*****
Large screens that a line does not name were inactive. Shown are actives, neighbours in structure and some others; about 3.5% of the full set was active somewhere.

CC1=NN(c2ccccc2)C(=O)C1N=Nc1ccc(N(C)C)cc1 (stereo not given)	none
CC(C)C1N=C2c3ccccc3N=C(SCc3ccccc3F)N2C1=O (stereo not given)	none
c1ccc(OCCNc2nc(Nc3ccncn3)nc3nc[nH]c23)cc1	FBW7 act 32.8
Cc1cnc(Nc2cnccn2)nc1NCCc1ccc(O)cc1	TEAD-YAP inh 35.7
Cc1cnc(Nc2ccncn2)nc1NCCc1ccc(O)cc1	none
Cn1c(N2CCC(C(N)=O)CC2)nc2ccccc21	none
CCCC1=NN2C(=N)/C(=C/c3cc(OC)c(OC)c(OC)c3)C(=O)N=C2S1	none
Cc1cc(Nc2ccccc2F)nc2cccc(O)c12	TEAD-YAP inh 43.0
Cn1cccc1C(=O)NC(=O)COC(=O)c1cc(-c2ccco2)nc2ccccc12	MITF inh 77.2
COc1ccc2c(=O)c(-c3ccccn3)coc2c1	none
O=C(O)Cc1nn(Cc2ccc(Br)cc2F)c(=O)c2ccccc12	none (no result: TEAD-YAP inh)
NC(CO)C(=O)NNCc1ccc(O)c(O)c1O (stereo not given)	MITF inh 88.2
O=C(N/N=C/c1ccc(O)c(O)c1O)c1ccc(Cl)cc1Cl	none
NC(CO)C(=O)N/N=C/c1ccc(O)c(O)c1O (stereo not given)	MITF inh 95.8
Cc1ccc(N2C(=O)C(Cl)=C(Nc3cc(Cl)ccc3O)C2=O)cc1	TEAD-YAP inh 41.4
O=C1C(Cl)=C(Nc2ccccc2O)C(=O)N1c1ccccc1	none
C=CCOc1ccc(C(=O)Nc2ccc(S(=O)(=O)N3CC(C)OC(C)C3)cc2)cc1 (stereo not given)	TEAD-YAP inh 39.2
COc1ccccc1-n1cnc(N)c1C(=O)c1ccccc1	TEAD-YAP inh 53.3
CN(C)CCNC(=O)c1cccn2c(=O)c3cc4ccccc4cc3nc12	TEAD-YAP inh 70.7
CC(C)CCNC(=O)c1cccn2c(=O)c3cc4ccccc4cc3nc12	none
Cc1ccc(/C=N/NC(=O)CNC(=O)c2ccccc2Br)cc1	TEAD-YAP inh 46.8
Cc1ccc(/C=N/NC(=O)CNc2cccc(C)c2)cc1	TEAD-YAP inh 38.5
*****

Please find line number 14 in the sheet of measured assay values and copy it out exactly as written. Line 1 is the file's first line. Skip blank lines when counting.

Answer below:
O=C(N/N=C/c1ccc(O)c(O)c1O)c1ccc(Cl)cc1Cl	none